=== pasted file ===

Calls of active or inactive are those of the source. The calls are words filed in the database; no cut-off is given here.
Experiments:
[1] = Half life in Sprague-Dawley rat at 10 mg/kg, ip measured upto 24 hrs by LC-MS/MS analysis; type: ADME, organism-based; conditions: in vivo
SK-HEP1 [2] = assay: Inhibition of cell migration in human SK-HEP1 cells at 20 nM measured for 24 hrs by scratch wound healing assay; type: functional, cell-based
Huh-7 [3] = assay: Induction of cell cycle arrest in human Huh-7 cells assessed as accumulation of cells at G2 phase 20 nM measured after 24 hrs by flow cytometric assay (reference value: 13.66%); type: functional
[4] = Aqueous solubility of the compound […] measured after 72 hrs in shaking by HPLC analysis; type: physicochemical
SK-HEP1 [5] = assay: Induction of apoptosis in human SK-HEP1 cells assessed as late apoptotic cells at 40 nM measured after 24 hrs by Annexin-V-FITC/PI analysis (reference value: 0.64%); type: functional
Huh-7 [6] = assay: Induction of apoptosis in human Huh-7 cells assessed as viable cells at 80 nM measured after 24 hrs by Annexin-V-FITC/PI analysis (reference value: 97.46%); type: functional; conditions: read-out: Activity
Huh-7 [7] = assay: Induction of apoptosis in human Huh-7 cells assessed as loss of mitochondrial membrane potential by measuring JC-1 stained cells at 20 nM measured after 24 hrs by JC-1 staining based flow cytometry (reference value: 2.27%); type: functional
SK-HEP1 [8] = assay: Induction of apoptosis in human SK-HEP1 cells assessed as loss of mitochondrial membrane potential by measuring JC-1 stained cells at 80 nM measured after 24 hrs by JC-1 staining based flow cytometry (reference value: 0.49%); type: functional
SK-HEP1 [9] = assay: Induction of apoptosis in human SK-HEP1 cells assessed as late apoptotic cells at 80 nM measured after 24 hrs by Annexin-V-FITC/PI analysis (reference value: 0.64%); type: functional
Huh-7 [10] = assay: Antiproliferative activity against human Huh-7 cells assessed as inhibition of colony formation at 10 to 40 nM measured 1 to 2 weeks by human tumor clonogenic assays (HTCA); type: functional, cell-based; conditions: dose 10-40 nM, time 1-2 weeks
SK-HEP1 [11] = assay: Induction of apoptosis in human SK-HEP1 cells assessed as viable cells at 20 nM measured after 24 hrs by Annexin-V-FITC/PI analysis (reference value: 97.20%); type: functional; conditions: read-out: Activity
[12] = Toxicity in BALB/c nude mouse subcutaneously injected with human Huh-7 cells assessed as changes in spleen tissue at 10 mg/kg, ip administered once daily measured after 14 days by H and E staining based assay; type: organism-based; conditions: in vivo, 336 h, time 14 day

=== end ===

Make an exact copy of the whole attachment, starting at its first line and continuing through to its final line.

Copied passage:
Calls of active or inactive are those of the source. The calls are words filed in the database; no cut-off is given here.
Experiments:
[1] = Half life in Sprague-Dawley rat at 10 mg/kg, ip measured upto 24 hrs by LC-MS/MS analysis; type: ADME, organism-based; conditions: in vivo
SK-HEP1 [2] = assay: Inhibition of cell migration in human SK-HEP1 cells at 20 nM measured for 24 hrs by scratch wound healing assay; type: functional, cell-based
Huh-7 [3] = assay: Induction of cell cycle arrest in human Huh-7 cells assessed as accumulation of cells at G2 phase 20 nM measured after 24 hrs by flow cytometric assay (reference value: 13.66%); type: functional
[4] = Aqueous solubility of the compound […] measured after 72 hrs in shaking by HPLC analysis; type: physicochemical
SK-HEP1 [5] = assay: Induction of apoptosis in human SK-HEP1 cells assessed as late apoptotic cells at 40 nM measured after 24 hrs by Annexin-V-FITC/PI analysis (reference value: 0.64%); type: functional
Huh-7 [6] = assay: Induction of apoptosis in human Huh-7 cells assessed as viable cells at 80 nM measured after 24 hrs by Annexin-V-FITC/PI analysis (reference value: 97.46%); type: functional; conditions: read-out: Activity
Huh-7 [7] = assay: Induction of apoptosis in human Huh-7 cells assessed as loss of mitochondrial membrane potential by measuring JC-1 stained cells at 20 nM measured after 24 hrs by JC-1 staining based flow cytometry (reference value: 2.27%); type: functional
SK-HEP1 [8] = assay: Induction of apoptosis in human SK-HEP1 cells assessed as loss of mitochondrial membrane potential by measuring JC-1 stained cells at 80 nM measured after 24 hrs by JC-1 staining based flow cytometry (reference value: 0.49%); type: functional
SK-HEP1 [9] = assay: Induction of apoptosis in human SK-HEP1 cells assessed as late apoptotic cells at 80 nM measured after 24 hrs by Annexin-V-FITC/PI analysis (reference value: 0.64%); type: functional
Huh-7 [10] = assay: Antiproliferative activity against human Huh-7 cells assessed as inhibition of colony formation at 10 to 40 nM measured 1 to 2 weeks by human tumor clonogenic assays (HTCA); type: functional, cell-based; conditions: dose 10-40 nM, time 1-2 weeks
SK-HEP1 [11] = assay: Induction of apoptosis in human SK-HEP1 cells assessed as viable cells at 20 nM measured after 24 hrs by Annexin-V-FITC/PI analysis (reference value: 97.20%); type: functional; conditions: read-out: Activity
[12] = Toxicity in BALB/c nude mouse subcutaneously injected with human Huh-7 cells assessed as changes in spleen tissue at 10 mg/kg, ip administered once daily measured after 14 days by H and E staining based assay; type: organism-based; conditions: in vivo, 336 h, time 14 day